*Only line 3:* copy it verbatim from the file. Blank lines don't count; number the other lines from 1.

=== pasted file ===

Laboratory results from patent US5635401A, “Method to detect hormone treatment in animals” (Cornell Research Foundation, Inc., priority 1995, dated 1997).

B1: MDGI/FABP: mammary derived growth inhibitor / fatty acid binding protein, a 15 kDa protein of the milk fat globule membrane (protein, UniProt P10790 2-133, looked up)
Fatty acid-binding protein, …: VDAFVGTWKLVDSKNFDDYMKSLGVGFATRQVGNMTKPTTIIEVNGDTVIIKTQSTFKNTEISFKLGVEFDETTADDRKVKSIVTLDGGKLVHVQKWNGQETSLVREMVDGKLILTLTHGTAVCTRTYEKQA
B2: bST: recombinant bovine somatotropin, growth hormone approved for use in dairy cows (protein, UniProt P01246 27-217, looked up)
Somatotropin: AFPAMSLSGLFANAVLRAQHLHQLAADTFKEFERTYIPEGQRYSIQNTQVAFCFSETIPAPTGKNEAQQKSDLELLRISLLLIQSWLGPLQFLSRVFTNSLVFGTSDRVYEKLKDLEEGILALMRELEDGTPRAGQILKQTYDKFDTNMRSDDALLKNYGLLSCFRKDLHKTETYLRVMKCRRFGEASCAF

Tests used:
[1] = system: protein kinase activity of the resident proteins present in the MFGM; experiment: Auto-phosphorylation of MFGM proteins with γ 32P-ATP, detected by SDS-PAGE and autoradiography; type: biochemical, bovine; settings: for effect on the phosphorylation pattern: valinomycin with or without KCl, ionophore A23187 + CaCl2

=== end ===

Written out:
Fatty acid-binding protein, …: VDAFVGTWKLVDSKNFDDYMKSLGVGFATRQVGNMTKPTTIIEVNGDTVIIKTQSTFKNTEISFKLGVEFDETTADDRKVKSIVTLDGGKLVHVQKWNGQETSLVREMVDGKLILTLTHGTAVCTRTYEKQA